Spouse Benefits in SS

homestead

Thinks s/he gets paid by the post
Joined
May 18, 2007
Messages
1,644
Hi all

New here, Does anyone know how to calculate benefits for your spouse at different retirement
dates for the primary earner. Can't find much on ss.gov except that at full retirement age a spouse
can claim 50% of the primary earner benefit at full retirement age. Is it always 50% or is it less
if you RE? Also how does Firecalc handle it when the spouse retires at 62 and at a later time gets
the secondary benefit from the spouse retiring?
Thanks

Homestead
 
opps! hit enter by mistake

Spouse’s benefits
A spouse who has not worked or who has low earnings can be entitled to as much as one-half of the retired worker’s full benefit. If you are eligible for both your own retirement benefits and for benefits as a spouse, we always pay your own benefits first. If your benefits as a spouse are higher than your retirement benefits, you will get a combination of benefits equaling the higher spouse benefit.

If you are receiving a pension based on work where you did not pay Social Security taxes, your spouse’s benefit may be reduced. Additional information on pensions from work not covered by Social Security can be found in Pensions from work not covered by Social Security

If spouses want to get Social Security retirement benefits before they reach full retirement age, the amount of the benefit is reduced permanently. The amount of reduction depends on when the person reaches full retirement age.

For example:

If full retirement age is 65, a spouse can get 37.5 percent of the worker’s unreduced benefit at age 62;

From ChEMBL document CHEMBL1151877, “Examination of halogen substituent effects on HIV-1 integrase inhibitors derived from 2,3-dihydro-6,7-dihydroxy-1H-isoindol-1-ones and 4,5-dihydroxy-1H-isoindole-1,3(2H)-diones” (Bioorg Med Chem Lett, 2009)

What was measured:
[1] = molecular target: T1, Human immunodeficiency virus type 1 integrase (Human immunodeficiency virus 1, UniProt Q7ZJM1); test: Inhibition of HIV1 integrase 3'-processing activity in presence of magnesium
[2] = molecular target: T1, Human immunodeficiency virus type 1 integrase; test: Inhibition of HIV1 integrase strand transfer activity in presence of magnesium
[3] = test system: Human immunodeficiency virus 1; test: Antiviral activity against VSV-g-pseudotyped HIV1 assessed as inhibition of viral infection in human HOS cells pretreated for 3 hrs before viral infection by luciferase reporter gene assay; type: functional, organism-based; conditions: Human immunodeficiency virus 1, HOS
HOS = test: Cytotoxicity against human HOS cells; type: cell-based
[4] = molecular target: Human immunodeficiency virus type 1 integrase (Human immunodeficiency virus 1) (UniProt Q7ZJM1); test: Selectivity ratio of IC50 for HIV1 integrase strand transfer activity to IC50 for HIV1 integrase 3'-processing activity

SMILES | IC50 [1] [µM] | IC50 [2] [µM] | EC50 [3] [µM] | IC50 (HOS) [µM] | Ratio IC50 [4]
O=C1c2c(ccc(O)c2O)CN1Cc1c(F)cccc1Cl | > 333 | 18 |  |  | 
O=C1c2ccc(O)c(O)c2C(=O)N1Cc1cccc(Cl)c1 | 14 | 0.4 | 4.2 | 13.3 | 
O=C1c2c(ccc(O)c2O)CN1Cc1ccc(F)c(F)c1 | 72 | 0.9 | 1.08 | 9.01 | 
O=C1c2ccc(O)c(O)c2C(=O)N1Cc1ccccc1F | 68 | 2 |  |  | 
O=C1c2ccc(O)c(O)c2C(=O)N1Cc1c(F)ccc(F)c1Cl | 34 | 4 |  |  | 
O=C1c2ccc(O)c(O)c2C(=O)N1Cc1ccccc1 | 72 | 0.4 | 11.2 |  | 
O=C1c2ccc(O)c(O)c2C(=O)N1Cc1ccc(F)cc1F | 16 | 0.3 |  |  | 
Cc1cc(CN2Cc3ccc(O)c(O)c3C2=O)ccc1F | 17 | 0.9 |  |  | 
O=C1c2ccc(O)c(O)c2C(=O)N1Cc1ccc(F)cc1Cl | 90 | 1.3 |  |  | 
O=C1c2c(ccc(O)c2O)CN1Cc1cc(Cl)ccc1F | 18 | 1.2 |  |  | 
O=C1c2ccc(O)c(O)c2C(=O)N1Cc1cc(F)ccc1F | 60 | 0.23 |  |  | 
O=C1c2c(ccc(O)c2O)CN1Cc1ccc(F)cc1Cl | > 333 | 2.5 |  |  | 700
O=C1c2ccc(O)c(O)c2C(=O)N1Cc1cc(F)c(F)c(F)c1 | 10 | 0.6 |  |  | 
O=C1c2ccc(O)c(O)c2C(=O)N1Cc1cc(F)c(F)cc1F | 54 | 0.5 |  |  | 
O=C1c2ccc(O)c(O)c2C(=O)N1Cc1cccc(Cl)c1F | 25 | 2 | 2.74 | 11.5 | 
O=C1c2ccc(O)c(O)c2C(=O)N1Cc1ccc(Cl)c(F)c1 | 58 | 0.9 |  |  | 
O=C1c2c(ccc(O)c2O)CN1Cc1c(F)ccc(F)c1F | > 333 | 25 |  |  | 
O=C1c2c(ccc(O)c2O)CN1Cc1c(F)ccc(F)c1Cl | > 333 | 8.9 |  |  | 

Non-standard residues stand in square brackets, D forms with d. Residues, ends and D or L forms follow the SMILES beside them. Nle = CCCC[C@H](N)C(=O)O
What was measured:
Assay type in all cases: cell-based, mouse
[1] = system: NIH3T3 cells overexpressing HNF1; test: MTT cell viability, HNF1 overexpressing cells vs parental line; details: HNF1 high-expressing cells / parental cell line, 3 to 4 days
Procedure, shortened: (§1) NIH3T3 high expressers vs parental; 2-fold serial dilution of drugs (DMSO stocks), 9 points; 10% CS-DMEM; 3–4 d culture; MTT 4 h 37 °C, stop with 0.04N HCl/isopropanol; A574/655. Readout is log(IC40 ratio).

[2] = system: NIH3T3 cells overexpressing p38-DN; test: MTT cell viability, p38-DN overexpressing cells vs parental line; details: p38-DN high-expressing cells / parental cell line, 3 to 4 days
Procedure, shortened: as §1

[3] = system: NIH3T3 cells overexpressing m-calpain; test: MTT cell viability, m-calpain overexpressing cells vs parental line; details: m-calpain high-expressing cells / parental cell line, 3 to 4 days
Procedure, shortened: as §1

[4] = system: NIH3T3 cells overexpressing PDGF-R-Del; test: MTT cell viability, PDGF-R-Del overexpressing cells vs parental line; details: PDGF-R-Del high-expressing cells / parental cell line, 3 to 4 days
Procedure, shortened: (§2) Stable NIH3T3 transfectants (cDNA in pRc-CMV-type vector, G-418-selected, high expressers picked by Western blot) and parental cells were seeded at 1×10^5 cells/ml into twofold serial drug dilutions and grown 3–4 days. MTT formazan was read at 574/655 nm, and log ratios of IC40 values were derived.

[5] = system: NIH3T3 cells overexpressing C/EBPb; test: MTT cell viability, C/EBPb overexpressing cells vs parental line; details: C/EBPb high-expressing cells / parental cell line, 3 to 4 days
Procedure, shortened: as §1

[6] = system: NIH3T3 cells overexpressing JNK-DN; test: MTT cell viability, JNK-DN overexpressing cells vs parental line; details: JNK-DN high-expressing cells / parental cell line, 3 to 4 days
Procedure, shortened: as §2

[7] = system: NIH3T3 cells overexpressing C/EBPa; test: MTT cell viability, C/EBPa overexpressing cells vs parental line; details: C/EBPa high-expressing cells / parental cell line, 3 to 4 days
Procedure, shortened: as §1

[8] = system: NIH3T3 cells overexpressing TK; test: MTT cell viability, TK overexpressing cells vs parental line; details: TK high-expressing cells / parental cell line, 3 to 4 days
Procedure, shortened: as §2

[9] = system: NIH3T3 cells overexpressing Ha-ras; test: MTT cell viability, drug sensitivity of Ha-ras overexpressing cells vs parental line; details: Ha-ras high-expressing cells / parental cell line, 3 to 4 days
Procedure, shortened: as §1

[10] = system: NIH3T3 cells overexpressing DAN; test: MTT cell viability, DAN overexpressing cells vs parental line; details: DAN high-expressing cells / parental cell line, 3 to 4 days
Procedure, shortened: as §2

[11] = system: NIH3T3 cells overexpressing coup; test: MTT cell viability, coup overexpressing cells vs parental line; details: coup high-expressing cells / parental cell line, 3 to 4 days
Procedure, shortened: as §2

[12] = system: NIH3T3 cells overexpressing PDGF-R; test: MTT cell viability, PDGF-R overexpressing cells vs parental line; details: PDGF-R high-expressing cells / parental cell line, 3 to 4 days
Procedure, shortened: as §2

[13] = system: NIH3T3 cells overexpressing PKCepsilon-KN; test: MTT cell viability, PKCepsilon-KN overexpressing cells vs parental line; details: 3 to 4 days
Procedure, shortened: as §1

If full retirement age is 66, a spouse can get 35 ­percent of the worker’s unreduced benefit at age 62;
If full retirement age is 67, a spouse can get 32.5 percent of the worker’s unreduced benefit at age 62.
The amount of the benefit increases at later ages up to the maximum of 50 percent at full retirement age. If full retirement age is other than those shown here the amount of the benefit will fall between 32.5 percent and 37.5 percent at age 62.

However, if your spouse is taking care of a child who is under age 16 or disabled and gets Social Security benefits on your record, your spouse gets full benefits, regardless of age.

Here is an example:

Mary Ann qualifies for a retirement benefit of $250 and a spouse’s benefit of $400. At her full retirement age, she will receive her own $250 retirement benefit, and we will add $150 from her spouse’s benefit, for a total of $400. If she takes her retirement benefit before her full retirement age, both amounts will be reduced.

NOTE: Your current spouse cannot receive spouse’s benefits until you file for retirement benefits.
 
Thanks that helps.
What do you suppose "percent of the worker’s unreduced benefit" means?


Homestead
 
homestead said:
Thanks that helps.
What do you suppose "percent of the worker’s unreduced benefit" means?


Homestead

The spouse's benefit is calculated off of the amount of the benefit the other spouse would be entitled to at full retirement age. That is what is meant by "unreduced benefit."
 
Thank you Martha

Does this mean that no matter what age I retire, my spouse can get the full 50% benefit of my full retirement
benefit as long as she is at her full retirement age when I retire? I am 5 yrs younger than her.


Homestead
 
homestead said:
Thank you Martha

Does this mean that no matter what age I retire, my spouse can get the full 50% benefit of my full retirement
benefit as long as she is at her full retirement age when I retire? I am 5 yrs younger than her.


Homestead

Close. For ease of speaking, let's say that the wife had low income and would do better by taking a spousal benefit. Her spousal benefit is based on what her husband would get at full retirement age, no matter when he retires. But he has to retire before she gets a spousal benefit. Her benefit is reduced via a formula for retiring early. Some examples are given at www.ssa.gov/pubs/10035.html.
 
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